Metro Weekly

School District Bars Staff from Including Pronouns in Email Signatures

District also bars teachers from displaying Pride flags and wearing pro-LGBTQ symbols, claiming such actions are "political" in nature.

Original image by Sharon McCutcheon, via Unsplash.

When school resumes this September in Waukesha County, Wisconsin, teachers in the Kettle Moraine School District will be barred from showing any signs of support or tolerance on LGBTQ issues.

Specifically, teachers will be prohibited from placing their pronouns in their email signatures, out of concern that the inclusion of pronouns may offend people who are skeptical of gender identity. The Kettle Moraine School Board has also informed teachers that they may not display Pride flags, wear LGBTQ-supportive pins or paraphernalia, or even wear rainbow-colored clothing.

Superintendent Stephen Plum, citing an existing policy restricting teachers from pushing political and religious messaging, outlined a “professional expectation” that teachers refrain from using pronouns in their email signatures.

Pronouns may be viewed by some as “political,” because even awareness of the existence of gender-nonconforming pronouns runs counter to some people’s religious views or beliefs that there are only two genders and that gender is fixed at birth. Parents may also become uncomfortable or upset if they believe their children’s teachers are promoting ideas that they find objectionable, or with which they disagree.

We’re in a world where politics are highlighted,” Plum said. “It just puts people in uncomfortable positions.”

As such, teachers who mention nontraditional pronoun use or are believed to be supporting — either explicitly or implicitly — LGBTQ rights may be viewed with suspicion by some parents, who are concerned about adults pushing “political” agendas on their potentially impressionable children.

Plum’s directive also applies to the physical state of classrooms, where symbols of LGBTQ supportiveness, such as a “safe space” sticker, pronoun pins, or wearing rainbow colors — even if the such clothing is not actually intended to be a symbol of LGBTQ support — are prohibited.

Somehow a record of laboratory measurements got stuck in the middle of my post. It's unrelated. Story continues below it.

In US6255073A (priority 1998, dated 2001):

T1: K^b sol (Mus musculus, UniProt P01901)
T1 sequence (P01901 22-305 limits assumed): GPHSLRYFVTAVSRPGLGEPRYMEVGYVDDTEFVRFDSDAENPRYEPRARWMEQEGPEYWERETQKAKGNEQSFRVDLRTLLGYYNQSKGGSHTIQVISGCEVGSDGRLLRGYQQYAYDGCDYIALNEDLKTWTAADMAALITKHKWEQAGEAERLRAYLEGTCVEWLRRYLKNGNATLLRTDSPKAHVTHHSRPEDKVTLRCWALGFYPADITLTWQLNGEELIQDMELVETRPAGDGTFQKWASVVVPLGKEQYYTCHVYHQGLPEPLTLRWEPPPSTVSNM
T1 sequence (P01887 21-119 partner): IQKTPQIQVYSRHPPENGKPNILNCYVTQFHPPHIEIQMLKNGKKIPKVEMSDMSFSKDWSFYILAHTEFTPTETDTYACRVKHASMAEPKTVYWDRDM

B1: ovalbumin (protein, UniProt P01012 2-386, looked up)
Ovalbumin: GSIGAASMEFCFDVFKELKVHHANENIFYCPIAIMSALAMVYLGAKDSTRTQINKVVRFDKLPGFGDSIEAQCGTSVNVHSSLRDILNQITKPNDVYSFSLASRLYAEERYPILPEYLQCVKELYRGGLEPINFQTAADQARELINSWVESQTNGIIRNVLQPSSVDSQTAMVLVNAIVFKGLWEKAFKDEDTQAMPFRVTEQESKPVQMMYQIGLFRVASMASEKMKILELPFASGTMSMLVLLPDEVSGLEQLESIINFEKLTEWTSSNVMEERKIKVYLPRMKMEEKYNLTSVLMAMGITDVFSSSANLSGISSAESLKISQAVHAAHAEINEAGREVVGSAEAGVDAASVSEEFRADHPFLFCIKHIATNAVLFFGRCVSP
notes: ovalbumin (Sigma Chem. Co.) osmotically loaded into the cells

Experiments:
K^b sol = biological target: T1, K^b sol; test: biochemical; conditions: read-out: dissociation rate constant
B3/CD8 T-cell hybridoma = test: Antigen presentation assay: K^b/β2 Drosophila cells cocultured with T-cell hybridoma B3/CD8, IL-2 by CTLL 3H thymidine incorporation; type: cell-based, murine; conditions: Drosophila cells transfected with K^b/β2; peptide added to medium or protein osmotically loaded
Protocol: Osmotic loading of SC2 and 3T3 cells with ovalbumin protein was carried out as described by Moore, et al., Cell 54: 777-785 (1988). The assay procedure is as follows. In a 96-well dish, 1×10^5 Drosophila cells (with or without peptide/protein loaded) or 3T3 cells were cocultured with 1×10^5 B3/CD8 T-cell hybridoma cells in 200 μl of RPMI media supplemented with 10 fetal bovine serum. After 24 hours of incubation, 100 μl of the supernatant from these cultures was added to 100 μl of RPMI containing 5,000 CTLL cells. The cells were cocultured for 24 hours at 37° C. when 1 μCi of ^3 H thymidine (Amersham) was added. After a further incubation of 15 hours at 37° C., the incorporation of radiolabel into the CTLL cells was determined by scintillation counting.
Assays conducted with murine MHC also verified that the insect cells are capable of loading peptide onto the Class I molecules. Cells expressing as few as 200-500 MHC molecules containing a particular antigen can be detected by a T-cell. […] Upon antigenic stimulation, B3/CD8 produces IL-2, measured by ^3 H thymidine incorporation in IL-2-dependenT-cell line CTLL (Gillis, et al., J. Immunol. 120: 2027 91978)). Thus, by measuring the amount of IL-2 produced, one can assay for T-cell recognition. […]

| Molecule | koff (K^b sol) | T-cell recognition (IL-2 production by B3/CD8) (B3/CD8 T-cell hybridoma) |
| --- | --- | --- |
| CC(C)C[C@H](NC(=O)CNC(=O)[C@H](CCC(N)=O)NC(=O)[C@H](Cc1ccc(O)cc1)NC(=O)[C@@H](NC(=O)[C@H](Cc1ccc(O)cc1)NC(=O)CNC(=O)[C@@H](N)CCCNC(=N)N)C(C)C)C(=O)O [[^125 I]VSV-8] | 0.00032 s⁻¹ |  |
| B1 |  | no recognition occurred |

“The expectation is that teachers and administration will not have political flags or religious messaging in their classroom or on their person. This expectation includes Pride flags,” Plum told local ABC affiliate WISN.

Other examples of politically-motivated expression that are banned under the policy include flags, banners, or other merchandise bearing the messages “Black Lives Matter,” “Back the Badge,” or “Make America Great Again.”

The school board posted video of the July 26 meeting, during which it adopted the revised policy, to its Facebook page, garnering hundreds of concerned comments in the weeks since.

Though the policy limiting political expression does not extend to students, who are protected by the First Amendment, the school district has been criticized for not following its motto: “Learning Without Boundaries,” with some community members saying insulating students — especially older students at the high school level — from political expression or divergent opinions does them a disservice.

School Board Member Jim Romanowski said he opposed the policy change.

“With regard to political expression,” he said, “I believe it is a huge mistake to think that we need to insulate our high school students from political expressions. Our students are fully capable of exercising their critical thinking skills to sort through the noise of partisan politics and make up their own informed choices.”

Parent Christi Sturrock said she’d prefer an age-specific approach to expressions of political speech.

“They’re going to be exposed to all sorts of aspects of the world,” she said of students, “but I do think at especially elementary school age we should be protecting our children a little bit so that parents can take the lead on educating politically for their own children.”

Two students in the district, Bethany Provan and Brit Farrar, have started a petition calling for the policy to be overturned, which has garnered a few thousand signatures. 

“A Pride flag is not a political thing, loving someone is not political,” the petition states. “Think of all the students/kids who are scared to go home because they don’t have the support of their families, but when they walk into to school and their teacher has a pride flag hanging on the wall, they finally feel safe and supported. Taking away this flag may seem simple to you, but it is NOT for the students.”

Noting that they have experienced “hateful” and “homophobic” comments from their fellow students at school, Provan and Farrar note that every person has a personal pronoun — even if it aligns with their assigned sex at birth — and criticize the district for infringing on teachers’ free speech rights.

“[L]ike it or not everyone has a pronoun,” the petition states. “She/her [and] he/him are pronouns. You use them in everyday life. So is it a crime for our teachers to say what they would like to be referred by?”

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